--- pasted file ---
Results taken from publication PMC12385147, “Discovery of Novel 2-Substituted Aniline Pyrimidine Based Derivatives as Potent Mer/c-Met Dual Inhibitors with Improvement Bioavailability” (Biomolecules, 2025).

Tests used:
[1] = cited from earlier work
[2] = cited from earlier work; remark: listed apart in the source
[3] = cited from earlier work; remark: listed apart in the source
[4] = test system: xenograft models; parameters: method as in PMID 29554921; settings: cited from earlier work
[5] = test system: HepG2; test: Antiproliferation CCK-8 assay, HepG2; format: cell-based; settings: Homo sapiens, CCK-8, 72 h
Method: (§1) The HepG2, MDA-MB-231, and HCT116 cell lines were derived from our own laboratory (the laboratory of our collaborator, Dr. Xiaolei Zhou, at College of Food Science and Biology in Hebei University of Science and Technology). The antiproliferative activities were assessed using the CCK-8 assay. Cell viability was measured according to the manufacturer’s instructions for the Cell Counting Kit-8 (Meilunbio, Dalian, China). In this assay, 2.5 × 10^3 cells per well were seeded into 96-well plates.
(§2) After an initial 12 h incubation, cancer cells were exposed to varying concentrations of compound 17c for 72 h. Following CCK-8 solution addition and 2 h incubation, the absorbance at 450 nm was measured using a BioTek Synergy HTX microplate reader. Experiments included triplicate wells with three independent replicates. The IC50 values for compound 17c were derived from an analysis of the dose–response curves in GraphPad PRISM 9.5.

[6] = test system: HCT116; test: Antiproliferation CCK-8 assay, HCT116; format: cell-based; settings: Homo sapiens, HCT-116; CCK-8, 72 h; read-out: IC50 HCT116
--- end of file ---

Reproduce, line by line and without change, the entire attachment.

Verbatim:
Results taken from publication PMC12385147, “Discovery of Novel 2-Substituted Aniline Pyrimidine Based Derivatives as Potent Mer/c-Met Dual Inhibitors with Improvement Bioavailability” (Biomolecules, 2025).

Tests used:
[1] = cited from earlier work
[2] = cited from earlier work; remark: listed apart in the source
[3] = cited from earlier work; remark: listed apart in the source
[4] = test system: xenograft models; parameters: method as in PMID 29554921; settings: cited from earlier work
[5] = test system: HepG2; test: Antiproliferation CCK-8 assay, HepG2; format: cell-based; settings: Homo sapiens, CCK-8, 72 h
Method: (§1) The HepG2, MDA-MB-231, and HCT116 cell lines were derived from our own laboratory (the laboratory of our collaborator, Dr. Xiaolei Zhou, at College of Food Science and Biology in Hebei University of Science and Technology). The antiproliferative activities were assessed using the CCK-8 assay. Cell viability was measured according to the manufacturer’s instructions for the Cell Counting Kit-8 (Meilunbio, Dalian, China). In this assay, 2.5 × 10^3 cells per well were seeded into 96-well plates.
(§2) After an initial 12 h incubation, cancer cells were exposed to varying concentrations of compound 17c for 72 h. Following CCK-8 solution addition and 2 h incubation, the absorbance at 450 nm was measured using a BioTek Synergy HTX microplate reader. Experiments included triplicate wells with three independent replicates. The IC50 values for compound 17c were derived from an analysis of the dose–response curves in GraphPad PRISM 9.5.

[6] = test system: HCT116; test: Antiproliferation CCK-8 assay, HCT116; format: cell-based; settings: Homo sapiens, HCT-116; CCK-8, 72 h; read-out: IC50 HCT116